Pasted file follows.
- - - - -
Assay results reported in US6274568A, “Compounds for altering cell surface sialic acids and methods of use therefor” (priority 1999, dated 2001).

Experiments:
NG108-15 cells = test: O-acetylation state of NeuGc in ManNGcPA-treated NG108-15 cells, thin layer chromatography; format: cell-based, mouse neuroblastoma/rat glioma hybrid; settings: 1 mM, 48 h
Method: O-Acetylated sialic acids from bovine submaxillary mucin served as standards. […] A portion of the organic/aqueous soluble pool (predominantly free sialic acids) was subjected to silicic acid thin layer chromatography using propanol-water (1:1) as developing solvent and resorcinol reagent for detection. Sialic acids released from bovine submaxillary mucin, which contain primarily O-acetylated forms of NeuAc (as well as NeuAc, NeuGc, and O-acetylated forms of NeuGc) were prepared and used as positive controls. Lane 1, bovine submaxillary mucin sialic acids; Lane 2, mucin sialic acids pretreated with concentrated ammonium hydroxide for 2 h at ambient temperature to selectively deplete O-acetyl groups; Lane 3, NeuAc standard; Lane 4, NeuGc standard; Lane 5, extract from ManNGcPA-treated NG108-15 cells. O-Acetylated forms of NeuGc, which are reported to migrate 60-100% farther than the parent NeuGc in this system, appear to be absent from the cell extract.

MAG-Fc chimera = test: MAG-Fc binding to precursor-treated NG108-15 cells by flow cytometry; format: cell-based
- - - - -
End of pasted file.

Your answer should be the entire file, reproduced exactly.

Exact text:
Assay results reported in US6274568A, “Compounds for altering cell surface sialic acids and methods of use therefor” (priority 1999, dated 2001).

Experiments:
NG108-15 cells = test: O-acetylation state of NeuGc in ManNGcPA-treated NG108-15 cells, thin layer chromatography; format: cell-based, mouse neuroblastoma/rat glioma hybrid; settings: 1 mM, 48 h
Method: O-Acetylated sialic acids from bovine submaxillary mucin served as standards. […] A portion of the organic/aqueous soluble pool (predominantly free sialic acids) was subjected to silicic acid thin layer chromatography using propanol-water (1:1) as developing solvent and resorcinol reagent for detection. Sialic acids released from bovine submaxillary mucin, which contain primarily O-acetylated forms of NeuAc (as well as NeuAc, NeuGc, and O-acetylated forms of NeuGc) were prepared and used as positive controls. Lane 1, bovine submaxillary mucin sialic acids; Lane 2, mucin sialic acids pretreated with concentrated ammonium hydroxide for 2 h at ambient temperature to selectively deplete O-acetyl groups; Lane 3, NeuAc standard; Lane 4, NeuGc standard; Lane 5, extract from ManNGcPA-treated NG108-15 cells. O-Acetylated forms of NeuGc, which are reported to migrate 60-100% farther than the parent NeuGc in this system, appear to be absent from the cell extract.

MAG-Fc chimera = test: MAG-Fc binding to precursor-treated NG108-15 cells by flow cytometry; format: cell-based